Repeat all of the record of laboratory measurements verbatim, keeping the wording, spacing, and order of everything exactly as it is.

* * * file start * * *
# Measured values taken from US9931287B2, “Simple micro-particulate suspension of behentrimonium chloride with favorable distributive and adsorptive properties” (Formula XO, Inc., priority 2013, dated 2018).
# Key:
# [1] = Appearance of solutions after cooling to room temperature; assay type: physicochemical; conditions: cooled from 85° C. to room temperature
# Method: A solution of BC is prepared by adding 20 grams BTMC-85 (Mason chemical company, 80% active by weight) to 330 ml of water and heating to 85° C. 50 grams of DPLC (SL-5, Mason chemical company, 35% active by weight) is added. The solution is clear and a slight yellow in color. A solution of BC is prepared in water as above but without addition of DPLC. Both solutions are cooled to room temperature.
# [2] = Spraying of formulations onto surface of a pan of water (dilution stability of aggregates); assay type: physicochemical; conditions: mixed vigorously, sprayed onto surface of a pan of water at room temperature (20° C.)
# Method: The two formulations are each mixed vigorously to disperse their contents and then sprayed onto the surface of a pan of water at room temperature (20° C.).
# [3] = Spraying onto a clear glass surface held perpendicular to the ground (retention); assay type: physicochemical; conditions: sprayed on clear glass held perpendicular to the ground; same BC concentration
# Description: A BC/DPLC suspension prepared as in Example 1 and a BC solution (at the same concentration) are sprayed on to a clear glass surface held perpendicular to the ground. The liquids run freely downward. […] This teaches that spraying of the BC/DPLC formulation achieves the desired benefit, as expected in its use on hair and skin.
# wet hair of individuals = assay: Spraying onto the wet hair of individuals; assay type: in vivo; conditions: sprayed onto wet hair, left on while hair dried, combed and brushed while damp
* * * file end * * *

# Measured values taken from US9931287B2, “Simple micro-particulate suspension of behentrimonium chloride with favorable distributive and adsorptive properties” (Formula XO, Inc., priority 2013, dated 2018).
# Key:
# [1] = Appearance of solutions after cooling to room temperature; assay type: physicochemical; conditions: cooled from 85° C. to room temperature
# Method: A solution of BC is prepared by adding 20 grams BTMC-85 (Mason chemical company, 80% active by weight) to 330 ml of water and heating to 85° C. 50 grams of DPLC (SL-5, Mason chemical company, 35% active by weight) is added. The solution is clear and a slight yellow in color. A solution of BC is prepared in water as above but without addition of DPLC. Both solutions are cooled to room temperature.
# [2] = Spraying of formulations onto surface of a pan of water (dilution stability of aggregates); assay type: physicochemical; conditions: mixed vigorously, sprayed onto surface of a pan of water at room temperature (20° C.)
# Method: The two formulations are each mixed vigorously to disperse their contents and then sprayed onto the surface of a pan of water at room temperature (20° C.).
# [3] = Spraying onto a clear glass surface held perpendicular to the ground (retention); assay type: physicochemical; conditions: sprayed on clear glass held perpendicular to the ground; same BC concentration
# Description: A BC/DPLC suspension prepared as in Example 1 and a BC solution (at the same concentration) are sprayed on to a clear glass surface held perpendicular to the ground. The liquids run freely downward. […] This teaches that spraying of the BC/DPLC formulation achieves the desired benefit, as expected in its use on hair and skin.
# wet hair of individuals = assay: Spraying onto the wet hair of individuals; assay type: in vivo; conditions: sprayed onto wet hair, left on while hair dried, combed and brushed while damp